By Andrew P. Holland and Jared M. Ahern
Rule 26 may be the most important Federal Rule of Civil Procedure because it governs discovery, which is arguably the most important part of modern civil litigation. On December 1, 2015 Congress amended Rule 26 to make “proportionality” a more prominent part of the rule.1 Generally, proportionality requires striking a balance between the need for the information sought in discovery with the burden imposed on the party who would have to supply that information.
By moving the proportionality language to the prominent “scope of discovery” section of Rule 26, the amendment effected substantive change in the law.2 This change will have an effect on courts, practitioners, and parties.
One possible result is that parties will more often address proportionality concerns at the outset of a case, for example at the Rule 26(f) joint discovery conference. However, it may be difficult to determine what information is needed, and what the cost will be to provide that information, until discovery is actually underway, making such early cooperation difficult.
More likely, proportionality will be addressed more often as issues arise during the course of discovery, and the parties can tailor their discovery in a way that fits with the spirit of the amended Rule 26. Or, if they cannot come to an agreement on what compliance with the amended rule looks like, the court can make such a determination for them.
In the short term, the amended rule may create more costs as a result of litigation over its meaning. A party—especially a well-funded one attempting to avoid complying with an expensive discovery request—may now find it advantageous to litigate discovery issues more often. Such party would have the lack of precedent and attendant uncertainty created by the new rule, as well as its arguably limiting effect on what is discoverable, as ammunition.
The new rule could also disadvantage plaintiffs who may run into defendants using the rallying cry of proportionality to resist producing information in discovery. In the long term its effect on plaintiffs in this regard will be determined by how the courts interpret the rule.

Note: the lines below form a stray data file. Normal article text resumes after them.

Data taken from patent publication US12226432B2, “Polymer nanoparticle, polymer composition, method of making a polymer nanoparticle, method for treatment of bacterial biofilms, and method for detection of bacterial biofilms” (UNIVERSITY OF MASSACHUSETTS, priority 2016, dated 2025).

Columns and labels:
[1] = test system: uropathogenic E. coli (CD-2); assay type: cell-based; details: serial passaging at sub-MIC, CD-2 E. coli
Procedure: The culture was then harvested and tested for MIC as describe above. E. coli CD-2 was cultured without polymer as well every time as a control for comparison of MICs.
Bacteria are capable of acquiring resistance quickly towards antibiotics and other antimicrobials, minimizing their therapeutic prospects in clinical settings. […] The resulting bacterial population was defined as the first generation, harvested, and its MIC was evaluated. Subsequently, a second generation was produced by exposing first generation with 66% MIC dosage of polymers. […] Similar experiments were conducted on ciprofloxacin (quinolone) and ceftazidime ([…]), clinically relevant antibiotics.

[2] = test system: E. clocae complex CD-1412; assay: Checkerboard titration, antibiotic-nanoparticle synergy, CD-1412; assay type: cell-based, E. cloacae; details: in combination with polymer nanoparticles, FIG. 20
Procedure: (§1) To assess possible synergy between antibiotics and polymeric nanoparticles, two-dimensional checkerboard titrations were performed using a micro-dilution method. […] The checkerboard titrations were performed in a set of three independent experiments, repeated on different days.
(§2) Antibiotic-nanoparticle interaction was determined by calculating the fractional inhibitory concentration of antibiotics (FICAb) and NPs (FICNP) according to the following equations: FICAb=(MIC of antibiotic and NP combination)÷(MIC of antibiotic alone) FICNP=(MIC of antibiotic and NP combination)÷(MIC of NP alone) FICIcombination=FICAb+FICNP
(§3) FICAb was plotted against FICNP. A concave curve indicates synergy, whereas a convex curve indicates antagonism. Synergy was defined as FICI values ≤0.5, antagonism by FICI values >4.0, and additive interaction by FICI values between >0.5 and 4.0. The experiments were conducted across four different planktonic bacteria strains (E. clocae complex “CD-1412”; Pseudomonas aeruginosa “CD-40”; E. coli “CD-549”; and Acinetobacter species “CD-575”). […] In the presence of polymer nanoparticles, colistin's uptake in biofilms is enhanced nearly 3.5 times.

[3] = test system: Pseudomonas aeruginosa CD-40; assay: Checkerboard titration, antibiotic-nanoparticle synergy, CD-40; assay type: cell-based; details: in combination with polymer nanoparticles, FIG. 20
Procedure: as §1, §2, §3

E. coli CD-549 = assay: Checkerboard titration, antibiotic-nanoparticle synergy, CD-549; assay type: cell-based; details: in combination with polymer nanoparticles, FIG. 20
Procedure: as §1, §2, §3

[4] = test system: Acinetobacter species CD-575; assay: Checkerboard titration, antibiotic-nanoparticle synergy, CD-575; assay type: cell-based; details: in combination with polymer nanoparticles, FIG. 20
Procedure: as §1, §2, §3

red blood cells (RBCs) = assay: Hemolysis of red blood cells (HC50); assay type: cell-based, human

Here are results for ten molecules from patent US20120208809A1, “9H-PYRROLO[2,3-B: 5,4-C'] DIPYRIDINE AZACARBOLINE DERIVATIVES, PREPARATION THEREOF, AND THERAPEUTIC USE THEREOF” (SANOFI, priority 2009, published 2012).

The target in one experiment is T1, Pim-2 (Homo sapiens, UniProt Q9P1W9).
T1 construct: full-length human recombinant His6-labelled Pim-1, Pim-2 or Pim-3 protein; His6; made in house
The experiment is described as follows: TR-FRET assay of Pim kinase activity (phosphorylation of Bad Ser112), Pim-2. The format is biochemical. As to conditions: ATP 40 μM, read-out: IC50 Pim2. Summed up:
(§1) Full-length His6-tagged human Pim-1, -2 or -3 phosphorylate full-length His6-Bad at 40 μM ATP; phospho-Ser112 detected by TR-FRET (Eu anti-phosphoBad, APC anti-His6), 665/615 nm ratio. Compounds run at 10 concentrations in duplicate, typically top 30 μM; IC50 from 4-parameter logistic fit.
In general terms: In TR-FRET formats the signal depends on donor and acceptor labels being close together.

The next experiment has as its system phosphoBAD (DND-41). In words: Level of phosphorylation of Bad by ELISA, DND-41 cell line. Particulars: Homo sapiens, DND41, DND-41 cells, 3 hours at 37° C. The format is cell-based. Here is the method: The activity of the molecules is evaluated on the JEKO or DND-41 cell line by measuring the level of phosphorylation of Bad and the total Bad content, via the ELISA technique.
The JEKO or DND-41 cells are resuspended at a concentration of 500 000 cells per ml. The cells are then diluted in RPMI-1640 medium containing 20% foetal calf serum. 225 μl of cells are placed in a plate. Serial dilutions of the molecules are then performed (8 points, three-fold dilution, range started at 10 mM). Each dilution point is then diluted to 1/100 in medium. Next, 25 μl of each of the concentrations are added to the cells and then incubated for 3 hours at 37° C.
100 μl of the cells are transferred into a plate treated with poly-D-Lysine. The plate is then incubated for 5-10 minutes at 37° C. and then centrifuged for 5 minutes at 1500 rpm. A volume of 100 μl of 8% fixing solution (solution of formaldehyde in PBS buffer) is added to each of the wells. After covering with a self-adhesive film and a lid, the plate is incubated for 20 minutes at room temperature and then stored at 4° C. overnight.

Liberal discovery rules are important as they “assist in the preparation and trial, or the settlement, of litigated disputes.”3 But liberal discovery often equates to more expensive discovery, which is a disadvantage to the litigant with limited resources. While there is a public policy interest in discovering the truth through adequate discovery and then trial, there is also a public policy interest in not having a court system that systemically favors well-funded litigants. The amended Rule 26 is the latest effort of Congress to balance these competing interests. Until more time passes the results of this effort remain to be seen, but it is clear that the framers of the amendment recognized that the ever-expanding scope and cost of discovery was something that needed to be addressed.4
1The Supreme Court promulgates amendments to the Federal Rules of Civil Procedure and if Congress does not take action they become law. 28 U.S.C. § 2074(a).
2See Noble Roman’s, Inc. v. Hattenhauer Distrib. Co., No. 1:14-CV-01734-WTL-DML, 2016 WL 1162553, at *7 (S.D. Ind. Mar. 24, 2016) (applying amended rule and denying discovery because the requesting party did not “demonstrate that the discovery is in any way proportional to the needs of this case . . . .”).
3Seattle Times Co. v. Rhinehart, 467 U.S. 20, 34 (1984).
4See Rossetto v. Pabst Brewing Co., 217 F.3d 539, 542 (7th Cir. 2000) (referring to “protracted discovery” as “the bane of modern litigation.”).